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Look, Ma! No Web Browser! No WWW, Either... (or Why We Use IPFS)

Video download link



Intel hub
To expose corruption we're going to become a lot more difficult to censor



Summary: An explanation of why Techrights is moving (to the extent possible given the inertia or network effect of the World Wide Web) to decentralised protocols and clutter-free minimalism

BACK in November we explained why we had transitioned to IPFS -- to the degree possible (given that many people aren't familiar with it) -- and shared this manual for ipfs as a command line tool (there are also graphical user interfaces for it, but at a lower level things are really quite simple and neat).



As many readers are aware, on a daily basis we issue a text-only bulletin for articles and Daily Links of the prior day. Generation of these bulletins was made automatic for the first time last night (3AM GMT) and the objects get added to IPFS a short time after that, along with IRC logs. Everything in this site can be read as plain text (except videos and images, for obvious reasons) and it can be retrieved without a Web browser; all that's needed is an Internet connection. This way, as we've been explaining all along, censoring the stuff we publish is virtually impossible or at least infeasible in practice. The more people join the IPFS network, the more censorship-resistant we shall become.

"The more people join the IPFS network, the more censorship-resistant we shall become."The above video shows how the Kate editor (of KDE, a desktop environment for GNU/Linux and BSDs for the most part) is used to read the site without a Web browser or how a Palm-sized Raspberry Pi is used to access similar stuff without the World Wide Web, either. All IRC logs, articles, and Daily Links are available in this fashion, with a daily update cycle (we might improve that frequency over time).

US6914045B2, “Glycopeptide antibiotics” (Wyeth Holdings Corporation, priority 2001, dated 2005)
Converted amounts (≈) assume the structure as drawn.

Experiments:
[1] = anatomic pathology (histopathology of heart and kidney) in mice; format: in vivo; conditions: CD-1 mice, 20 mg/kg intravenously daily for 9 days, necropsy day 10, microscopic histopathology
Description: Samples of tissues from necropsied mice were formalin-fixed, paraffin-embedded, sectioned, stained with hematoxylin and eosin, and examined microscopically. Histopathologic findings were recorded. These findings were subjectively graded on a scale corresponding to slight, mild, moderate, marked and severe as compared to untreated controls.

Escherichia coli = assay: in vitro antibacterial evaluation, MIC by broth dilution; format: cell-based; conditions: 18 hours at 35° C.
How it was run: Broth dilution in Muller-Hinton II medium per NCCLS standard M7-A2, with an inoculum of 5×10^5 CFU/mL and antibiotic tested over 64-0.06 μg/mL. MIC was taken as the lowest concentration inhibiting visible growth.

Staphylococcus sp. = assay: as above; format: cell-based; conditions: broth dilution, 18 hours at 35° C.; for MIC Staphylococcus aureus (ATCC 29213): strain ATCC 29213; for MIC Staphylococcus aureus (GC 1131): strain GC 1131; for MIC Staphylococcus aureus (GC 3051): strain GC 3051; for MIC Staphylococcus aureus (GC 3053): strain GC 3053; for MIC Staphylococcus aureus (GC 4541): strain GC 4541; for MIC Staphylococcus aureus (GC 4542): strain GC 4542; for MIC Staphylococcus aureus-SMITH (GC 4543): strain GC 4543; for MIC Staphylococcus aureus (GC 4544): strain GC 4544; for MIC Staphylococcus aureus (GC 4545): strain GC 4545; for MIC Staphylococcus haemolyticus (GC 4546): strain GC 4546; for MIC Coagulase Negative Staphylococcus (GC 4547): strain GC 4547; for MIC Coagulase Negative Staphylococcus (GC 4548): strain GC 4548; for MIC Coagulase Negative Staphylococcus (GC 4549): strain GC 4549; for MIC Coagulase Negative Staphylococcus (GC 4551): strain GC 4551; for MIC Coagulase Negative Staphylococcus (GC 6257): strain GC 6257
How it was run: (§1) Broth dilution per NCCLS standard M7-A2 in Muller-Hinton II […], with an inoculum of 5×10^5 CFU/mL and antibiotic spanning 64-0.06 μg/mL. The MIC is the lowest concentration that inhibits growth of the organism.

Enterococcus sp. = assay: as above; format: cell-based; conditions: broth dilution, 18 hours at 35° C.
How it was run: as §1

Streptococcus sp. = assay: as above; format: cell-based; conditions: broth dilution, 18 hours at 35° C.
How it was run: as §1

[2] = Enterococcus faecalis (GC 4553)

IPFS large logo



The Internet and the World Wide Web are not the same thing. You can use and access many things on the Internet without HTTP or HTTPS (an extra transport layer for encryption). When I first got an Internet connection at home (about 25 years ago) I didn't even use a Web browser; I used IRC instead (and still use that same protocol at present; it's our main collaboration tool). When Netscape became mainstream and even before MSIE took over (because of Microsoft's illegal behaviour) bloat started to become a major problem; JavaScript was only the start of it. We need to trim things down on the Net and IPFS is one method for attaining that. In 2020 a lot of the 'fattening' of the Web and much of the growing complexity is the fault of Google et al (there's also DRM, requiring proprietary software in a browser, due to W3C takeover by GAFAM, Netflix, and Hollywood).

"IPFS uses a great deal of encryption between nodes (by default)."Those of us who want a more censorship-resistant Internet which is also robust/resilient in the face of purely technical downtimes (such as server maintenance) are constantly exploring decentralised protocols, decoupled from any single central server/service. Having things presented in a simpler and lighter format means archiving is simpler, sharing is a lot faster, and there's virtually no spying. IPFS uses a great deal of encryption between nodes (by default).

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